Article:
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Putting out the fire

North Riverside has a novel answer for its pension crisis

Published by the Chicago Tribune on June 26, 2014


North Riverside is a small town with a big problem: It can't make its pension payments.


The west Cook County suburb of 6,700 people faces a $1.9 million budget deficit. One big reason for the gap is that it has to make a $1.8 million payment to its police and fire retirement funds. North Riverside doesn't have the money.


The village can't tax its way out of debt. It can't borrow its way out of debt. It can't wait for state lawmakers to fix the problem. It needs a solution, now.


In short, it is much like the city of Chicago and countless municipalities around the state. It is in trouble.


On Monday, the North Riverside Village Board voted 5-1 to contract with a private company to staff its Fire Department. It's a creative answer — and not as risky as it might sound.

The city's 12 firefighters and four lieutenants will keep their jobs at their current salaries with modest raises ahead, but they will work for Paramedic Services of Illinois, which already provides ambulance service for the village. The head of the Fire Department will still work for the village.  North Riverside officials say they will save more than $745,000 next year in lower costs for insurance, overtime, sick leave and pensions by shifting employees to the private company. The firefighters' traditional pension plan will be frozen, and they won't lose any accrued benefits. Going forward, they'll have a 401(k) retirement plan, as so many private sector workers do.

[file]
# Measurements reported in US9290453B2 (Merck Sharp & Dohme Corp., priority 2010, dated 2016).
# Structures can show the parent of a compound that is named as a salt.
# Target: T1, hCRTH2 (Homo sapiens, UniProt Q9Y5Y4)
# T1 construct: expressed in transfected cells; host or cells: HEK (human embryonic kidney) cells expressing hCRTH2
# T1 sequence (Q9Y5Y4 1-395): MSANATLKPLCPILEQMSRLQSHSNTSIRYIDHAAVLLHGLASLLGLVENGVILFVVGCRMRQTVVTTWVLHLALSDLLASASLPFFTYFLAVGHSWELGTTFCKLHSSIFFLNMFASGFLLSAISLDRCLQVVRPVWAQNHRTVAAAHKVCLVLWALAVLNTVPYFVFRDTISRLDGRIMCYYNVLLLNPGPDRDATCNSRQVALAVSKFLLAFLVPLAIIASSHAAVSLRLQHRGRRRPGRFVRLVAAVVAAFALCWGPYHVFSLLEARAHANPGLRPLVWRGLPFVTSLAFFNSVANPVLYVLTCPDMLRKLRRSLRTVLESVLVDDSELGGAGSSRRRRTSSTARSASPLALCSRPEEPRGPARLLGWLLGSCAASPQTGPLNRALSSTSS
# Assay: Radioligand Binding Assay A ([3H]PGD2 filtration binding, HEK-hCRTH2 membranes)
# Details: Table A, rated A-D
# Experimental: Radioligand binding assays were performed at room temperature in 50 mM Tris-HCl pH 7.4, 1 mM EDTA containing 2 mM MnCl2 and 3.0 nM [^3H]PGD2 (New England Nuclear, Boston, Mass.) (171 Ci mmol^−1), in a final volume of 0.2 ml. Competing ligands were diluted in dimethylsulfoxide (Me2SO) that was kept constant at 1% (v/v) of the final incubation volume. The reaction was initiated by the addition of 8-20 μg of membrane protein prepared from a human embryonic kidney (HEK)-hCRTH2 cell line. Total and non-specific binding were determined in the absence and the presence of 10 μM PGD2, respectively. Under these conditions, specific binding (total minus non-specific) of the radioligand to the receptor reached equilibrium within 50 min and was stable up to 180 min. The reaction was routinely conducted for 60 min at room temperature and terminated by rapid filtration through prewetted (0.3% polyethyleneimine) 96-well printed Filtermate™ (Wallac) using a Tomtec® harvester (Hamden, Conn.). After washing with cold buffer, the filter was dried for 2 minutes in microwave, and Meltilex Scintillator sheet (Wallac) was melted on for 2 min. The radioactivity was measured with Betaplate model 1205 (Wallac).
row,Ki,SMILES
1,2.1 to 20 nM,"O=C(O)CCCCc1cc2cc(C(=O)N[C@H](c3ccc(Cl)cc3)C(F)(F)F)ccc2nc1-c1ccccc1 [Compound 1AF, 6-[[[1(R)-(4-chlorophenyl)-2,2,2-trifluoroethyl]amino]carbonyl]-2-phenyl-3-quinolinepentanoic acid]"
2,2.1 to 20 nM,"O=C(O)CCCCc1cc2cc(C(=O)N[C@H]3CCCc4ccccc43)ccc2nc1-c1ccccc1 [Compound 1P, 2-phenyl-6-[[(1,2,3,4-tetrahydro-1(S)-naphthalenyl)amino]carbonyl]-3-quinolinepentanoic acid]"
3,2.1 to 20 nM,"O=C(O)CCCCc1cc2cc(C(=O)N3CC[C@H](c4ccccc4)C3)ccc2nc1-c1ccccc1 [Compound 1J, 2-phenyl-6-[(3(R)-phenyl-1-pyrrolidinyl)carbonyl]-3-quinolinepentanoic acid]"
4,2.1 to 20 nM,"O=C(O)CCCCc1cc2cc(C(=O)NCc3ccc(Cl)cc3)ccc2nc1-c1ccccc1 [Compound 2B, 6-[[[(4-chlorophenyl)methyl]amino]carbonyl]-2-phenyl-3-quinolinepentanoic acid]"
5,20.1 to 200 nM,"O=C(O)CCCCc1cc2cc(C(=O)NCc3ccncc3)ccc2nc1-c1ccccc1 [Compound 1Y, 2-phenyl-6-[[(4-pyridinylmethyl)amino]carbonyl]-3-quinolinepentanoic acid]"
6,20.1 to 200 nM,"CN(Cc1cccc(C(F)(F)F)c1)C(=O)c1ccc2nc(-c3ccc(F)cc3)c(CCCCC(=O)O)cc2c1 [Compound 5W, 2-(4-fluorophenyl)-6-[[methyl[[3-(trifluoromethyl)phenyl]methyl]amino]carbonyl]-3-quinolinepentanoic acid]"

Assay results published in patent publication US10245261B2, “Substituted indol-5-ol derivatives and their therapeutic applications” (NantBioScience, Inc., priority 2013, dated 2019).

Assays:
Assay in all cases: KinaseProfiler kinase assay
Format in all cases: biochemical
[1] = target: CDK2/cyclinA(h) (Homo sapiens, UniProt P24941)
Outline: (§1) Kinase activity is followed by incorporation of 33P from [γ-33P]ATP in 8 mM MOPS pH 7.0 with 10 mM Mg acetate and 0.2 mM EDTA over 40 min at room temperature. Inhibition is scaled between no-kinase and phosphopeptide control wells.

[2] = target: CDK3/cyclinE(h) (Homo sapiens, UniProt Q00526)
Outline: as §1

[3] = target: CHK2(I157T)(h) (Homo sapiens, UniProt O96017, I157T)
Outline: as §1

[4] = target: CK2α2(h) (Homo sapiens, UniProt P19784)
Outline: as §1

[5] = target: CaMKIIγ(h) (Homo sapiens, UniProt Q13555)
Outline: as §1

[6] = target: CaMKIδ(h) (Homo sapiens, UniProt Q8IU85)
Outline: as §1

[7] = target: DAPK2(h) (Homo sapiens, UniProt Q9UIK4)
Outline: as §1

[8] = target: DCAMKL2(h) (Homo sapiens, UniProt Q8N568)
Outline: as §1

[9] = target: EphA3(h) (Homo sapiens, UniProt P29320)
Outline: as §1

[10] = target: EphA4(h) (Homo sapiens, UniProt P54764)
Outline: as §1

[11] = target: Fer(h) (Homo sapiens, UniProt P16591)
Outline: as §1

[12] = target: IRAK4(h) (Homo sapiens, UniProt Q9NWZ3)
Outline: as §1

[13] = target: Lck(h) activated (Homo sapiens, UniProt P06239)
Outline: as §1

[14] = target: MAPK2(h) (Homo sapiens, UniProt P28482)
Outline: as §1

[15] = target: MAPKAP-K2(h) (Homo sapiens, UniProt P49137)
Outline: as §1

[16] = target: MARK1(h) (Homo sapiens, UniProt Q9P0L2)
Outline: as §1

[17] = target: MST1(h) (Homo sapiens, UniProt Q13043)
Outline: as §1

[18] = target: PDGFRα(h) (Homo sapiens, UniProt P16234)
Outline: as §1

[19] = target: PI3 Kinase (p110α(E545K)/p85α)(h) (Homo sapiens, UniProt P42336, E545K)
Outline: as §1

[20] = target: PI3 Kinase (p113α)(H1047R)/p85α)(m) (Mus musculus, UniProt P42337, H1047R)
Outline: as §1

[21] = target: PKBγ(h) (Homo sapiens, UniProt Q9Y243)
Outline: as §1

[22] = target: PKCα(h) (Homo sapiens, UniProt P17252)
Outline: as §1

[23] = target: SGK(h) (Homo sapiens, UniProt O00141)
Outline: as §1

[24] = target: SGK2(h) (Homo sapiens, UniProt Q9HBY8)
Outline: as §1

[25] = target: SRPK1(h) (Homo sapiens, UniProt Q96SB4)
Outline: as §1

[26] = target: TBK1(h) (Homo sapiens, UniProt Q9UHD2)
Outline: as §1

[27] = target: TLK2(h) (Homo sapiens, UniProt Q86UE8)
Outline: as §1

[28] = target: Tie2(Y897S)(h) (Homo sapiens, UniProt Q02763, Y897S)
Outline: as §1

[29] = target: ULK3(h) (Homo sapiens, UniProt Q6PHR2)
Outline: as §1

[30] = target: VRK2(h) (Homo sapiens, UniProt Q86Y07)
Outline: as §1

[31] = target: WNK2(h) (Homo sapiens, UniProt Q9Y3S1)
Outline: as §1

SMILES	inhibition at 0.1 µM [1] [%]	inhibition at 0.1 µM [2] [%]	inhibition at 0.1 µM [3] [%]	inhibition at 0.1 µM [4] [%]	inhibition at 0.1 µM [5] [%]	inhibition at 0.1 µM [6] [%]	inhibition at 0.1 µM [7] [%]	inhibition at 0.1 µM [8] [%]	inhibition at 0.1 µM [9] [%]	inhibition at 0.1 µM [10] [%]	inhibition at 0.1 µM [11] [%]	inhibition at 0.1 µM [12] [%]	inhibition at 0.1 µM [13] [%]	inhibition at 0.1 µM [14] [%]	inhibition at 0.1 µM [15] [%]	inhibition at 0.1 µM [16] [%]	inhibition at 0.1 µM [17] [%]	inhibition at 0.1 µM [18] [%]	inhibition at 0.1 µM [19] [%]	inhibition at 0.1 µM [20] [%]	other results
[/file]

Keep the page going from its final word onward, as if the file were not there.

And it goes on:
The village already contracts for paramedic services with the firm that will employ the firefighters. Under the deal, the firefighters would have to become licensed paramedics — a real safety advantage for village residents.  North Riverside will save up to $4 million over the next five years through this deal, the village estimates. That will go a long way toward resolving the financial crisis.


Expect to see this kind of contract arrangement for essential services happen more often as local governments grapple with massive pension obligations and wait in vain for the Illinois legislature to provide them some relief.


Cities and towns are suffocating under the pressure of those pension obligations. North Riverside's firefighter pension fund has only 43 percent of the money needed to meet its obligations. The village didn't make full payments in recent years as tax revenues lagged.


The village was prompted to act now by a state law that forces local governments to ramp up pension contributions under threat of having sales tax revenue and state funding diverted to the pension plans if they don't comply. North Riverside received a warning last year from the state Department of Insurance. Village officials are scheduled to appear Thursday at a department hearing to explain what they're going to do to comply. Earlier this month, Moody's Investors Service downgraded North Riverside's credit rating.


So the village has its answer. It's a creative one. And we expect you'll hear a lot of towns making the same decision in coming years. Nobody else is giving them an answer for their financial woes. They have to find one on their own.


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